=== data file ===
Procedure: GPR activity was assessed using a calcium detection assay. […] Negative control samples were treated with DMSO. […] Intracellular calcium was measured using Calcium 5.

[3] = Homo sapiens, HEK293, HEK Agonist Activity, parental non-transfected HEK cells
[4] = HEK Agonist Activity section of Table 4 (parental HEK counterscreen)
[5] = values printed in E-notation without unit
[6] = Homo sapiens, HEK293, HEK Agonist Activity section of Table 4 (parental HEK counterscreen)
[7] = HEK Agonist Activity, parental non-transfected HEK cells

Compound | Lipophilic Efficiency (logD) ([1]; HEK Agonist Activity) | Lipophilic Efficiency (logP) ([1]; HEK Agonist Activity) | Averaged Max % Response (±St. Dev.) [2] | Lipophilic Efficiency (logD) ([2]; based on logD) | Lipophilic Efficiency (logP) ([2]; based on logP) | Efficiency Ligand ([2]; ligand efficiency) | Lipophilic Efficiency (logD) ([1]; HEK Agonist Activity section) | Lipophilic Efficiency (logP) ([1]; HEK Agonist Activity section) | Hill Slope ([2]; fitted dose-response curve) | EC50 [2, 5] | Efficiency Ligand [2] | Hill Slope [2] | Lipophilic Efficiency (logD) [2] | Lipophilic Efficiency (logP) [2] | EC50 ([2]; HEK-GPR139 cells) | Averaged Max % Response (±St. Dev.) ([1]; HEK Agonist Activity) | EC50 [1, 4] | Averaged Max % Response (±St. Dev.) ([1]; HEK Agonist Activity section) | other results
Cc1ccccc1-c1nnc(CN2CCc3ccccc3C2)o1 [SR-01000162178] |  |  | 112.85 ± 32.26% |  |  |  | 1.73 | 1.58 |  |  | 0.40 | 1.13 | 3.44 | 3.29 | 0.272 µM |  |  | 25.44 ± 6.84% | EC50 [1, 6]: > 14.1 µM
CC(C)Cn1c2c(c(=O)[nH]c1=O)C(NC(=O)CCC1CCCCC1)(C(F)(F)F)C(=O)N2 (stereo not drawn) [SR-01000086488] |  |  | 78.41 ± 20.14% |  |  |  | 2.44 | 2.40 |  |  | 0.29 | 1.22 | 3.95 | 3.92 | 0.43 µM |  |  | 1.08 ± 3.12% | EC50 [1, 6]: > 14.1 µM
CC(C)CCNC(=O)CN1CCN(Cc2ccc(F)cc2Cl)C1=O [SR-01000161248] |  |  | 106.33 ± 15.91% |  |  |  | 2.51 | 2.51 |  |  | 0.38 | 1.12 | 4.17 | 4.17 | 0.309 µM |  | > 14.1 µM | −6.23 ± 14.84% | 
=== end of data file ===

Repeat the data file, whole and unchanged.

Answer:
Procedure: GPR activity was assessed using a calcium detection assay. […] Negative control samples were treated with DMSO. […] Intracellular calcium was measured using Calcium 5.

[3] = Homo sapiens, HEK293, HEK Agonist Activity, parental non-transfected HEK cells
[4] = HEK Agonist Activity section of Table 4 (parental HEK counterscreen)
[5] = values printed in E-notation without unit
[6] = Homo sapiens, HEK293, HEK Agonist Activity section of Table 4 (parental HEK counterscreen)
[7] = HEK Agonist Activity, parental non-transfected HEK cells

Compound | Lipophilic Efficiency (logD) ([1]; HEK Agonist Activity) | Lipophilic Efficiency (logP) ([1]; HEK Agonist Activity) | Averaged Max % Response (±St. Dev.) [2] | Lipophilic Efficiency (logD) ([2]; based on logD) | Lipophilic Efficiency (logP) ([2]; based on logP) | Efficiency Ligand ([2]; ligand efficiency) | Lipophilic Efficiency (logD) ([1]; HEK Agonist Activity section) | Lipophilic Efficiency (logP) ([1]; HEK Agonist Activity section) | Hill Slope ([2]; fitted dose-response curve) | EC50 [2, 5] | Efficiency Ligand [2] | Hill Slope [2] | Lipophilic Efficiency (logD) [2] | Lipophilic Efficiency (logP) [2] | EC50 ([2]; HEK-GPR139 cells) | Averaged Max % Response (±St. Dev.) ([1]; HEK Agonist Activity) | EC50 [1, 4] | Averaged Max % Response (±St. Dev.) ([1]; HEK Agonist Activity section) | other results
Cc1ccccc1-c1nnc(CN2CCc3ccccc3C2)o1 [SR-01000162178] |  |  | 112.85 ± 32.26% |  |  |  | 1.73 | 1.58 |  |  | 0.40 | 1.13 | 3.44 | 3.29 | 0.272 µM |  |  | 25.44 ± 6.84% | EC50 [1, 6]: > 14.1 µM
CC(C)Cn1c2c(c(=O)[nH]c1=O)C(NC(=O)CCC1CCCCC1)(C(F)(F)F)C(=O)N2 (stereo not drawn) [SR-01000086488] |  |  | 78.41 ± 20.14% |  |  |  | 2.44 | 2.40 |  |  | 0.29 | 1.22 | 3.95 | 3.92 | 0.43 µM |  |  | 1.08 ± 3.12% | EC50 [1, 6]: > 14.1 µM
CC(C)CCNC(=O)CN1CCN(Cc2ccc(F)cc2Cl)C1=O [SR-01000161248] |  |  | 106.33 ± 15.91% |  |  |  | 2.51 | 2.51 |  |  | 0.38 | 1.12 | 4.17 | 4.17 | 0.309 µM |  | > 14.1 µM | −6.23 ± 14.84% | 